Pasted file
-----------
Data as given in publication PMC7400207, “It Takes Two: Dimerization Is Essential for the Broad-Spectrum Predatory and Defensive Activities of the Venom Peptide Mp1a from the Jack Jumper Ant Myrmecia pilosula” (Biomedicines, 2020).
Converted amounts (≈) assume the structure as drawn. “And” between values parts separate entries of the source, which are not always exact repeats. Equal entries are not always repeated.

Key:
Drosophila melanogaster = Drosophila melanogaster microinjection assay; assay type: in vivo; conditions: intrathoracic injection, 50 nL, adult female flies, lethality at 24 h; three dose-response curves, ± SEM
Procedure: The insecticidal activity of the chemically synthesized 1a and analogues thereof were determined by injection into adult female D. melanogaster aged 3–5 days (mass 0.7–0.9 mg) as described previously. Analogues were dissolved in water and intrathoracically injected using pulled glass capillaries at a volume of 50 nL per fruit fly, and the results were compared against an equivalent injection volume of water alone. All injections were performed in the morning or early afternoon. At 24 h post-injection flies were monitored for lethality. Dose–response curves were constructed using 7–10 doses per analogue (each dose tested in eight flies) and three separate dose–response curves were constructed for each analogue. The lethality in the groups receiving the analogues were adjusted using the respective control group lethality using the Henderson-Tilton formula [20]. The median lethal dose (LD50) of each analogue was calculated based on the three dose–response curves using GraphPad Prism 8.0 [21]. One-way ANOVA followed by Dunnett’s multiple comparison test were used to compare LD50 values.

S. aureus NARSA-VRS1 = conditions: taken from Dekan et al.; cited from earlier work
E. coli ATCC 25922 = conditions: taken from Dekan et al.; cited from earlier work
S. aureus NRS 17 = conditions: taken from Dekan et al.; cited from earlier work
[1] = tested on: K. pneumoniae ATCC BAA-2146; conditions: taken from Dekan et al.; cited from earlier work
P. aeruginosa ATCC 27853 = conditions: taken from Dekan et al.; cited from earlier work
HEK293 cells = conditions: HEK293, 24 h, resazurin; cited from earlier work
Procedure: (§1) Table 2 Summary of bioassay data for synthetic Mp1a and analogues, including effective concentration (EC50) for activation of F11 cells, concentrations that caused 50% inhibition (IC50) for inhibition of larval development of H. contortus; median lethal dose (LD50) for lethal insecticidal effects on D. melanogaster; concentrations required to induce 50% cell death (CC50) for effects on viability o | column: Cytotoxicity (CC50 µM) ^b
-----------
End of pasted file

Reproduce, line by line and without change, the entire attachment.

Data as given in publication PMC7400207, “It Takes Two: Dimerization Is Essential for the Broad-Spectrum Predatory and Defensive Activities of the Venom Peptide Mp1a from the Jack Jumper Ant Myrmecia pilosula” (Biomedicines, 2020).
Converted amounts (≈) assume the structure as drawn. “And” between values parts separate entries of the source, which are not always exact repeats. Equal entries are not always repeated.

Key:
Drosophila melanogaster = Drosophila melanogaster microinjection assay; assay type: in vivo; conditions: intrathoracic injection, 50 nL, adult female flies, lethality at 24 h; three dose-response curves, ± SEM
Procedure: The insecticidal activity of the chemically synthesized 1a and analogues thereof were determined by injection into adult female D. melanogaster aged 3–5 days (mass 0.7–0.9 mg) as described previously. Analogues were dissolved in water and intrathoracically injected using pulled glass capillaries at a volume of 50 nL per fruit fly, and the results were compared against an equivalent injection volume of water alone. All injections were performed in the morning or early afternoon. At 24 h post-injection flies were monitored for lethality. Dose–response curves were constructed using 7–10 doses per analogue (each dose tested in eight flies) and three separate dose–response curves were constructed for each analogue. The lethality in the groups receiving the analogues were adjusted using the respective control group lethality using the Henderson-Tilton formula [20]. The median lethal dose (LD50) of each analogue was calculated based on the three dose–response curves using GraphPad Prism 8.0 [21]. One-way ANOVA followed by Dunnett’s multiple comparison test were used to compare LD50 values.

S. aureus NARSA-VRS1 = conditions: taken from Dekan et al.; cited from earlier work
E. coli ATCC 25922 = conditions: taken from Dekan et al.; cited from earlier work
S. aureus NRS 17 = conditions: taken from Dekan et al.; cited from earlier work
[1] = tested on: K. pneumoniae ATCC BAA-2146; conditions: taken from Dekan et al.; cited from earlier work
P. aeruginosa ATCC 27853 = conditions: taken from Dekan et al.; cited from earlier work
HEK293 cells = conditions: HEK293, 24 h, resazurin; cited from earlier work
Procedure: (§1) Table 2 Summary of bioassay data for synthetic Mp1a and analogues, including effective concentration (EC50) for activation of F11 cells, concentrations that caused 50% inhibition (IC50) for inhibition of larval development of H. contortus; median lethal dose (LD50) for lethal insecticidal effects on D. melanogaster; concentrations required to induce 50% cell death (CC50) for effects on viability o | column: Cytotoxicity (CC50 µM) ^b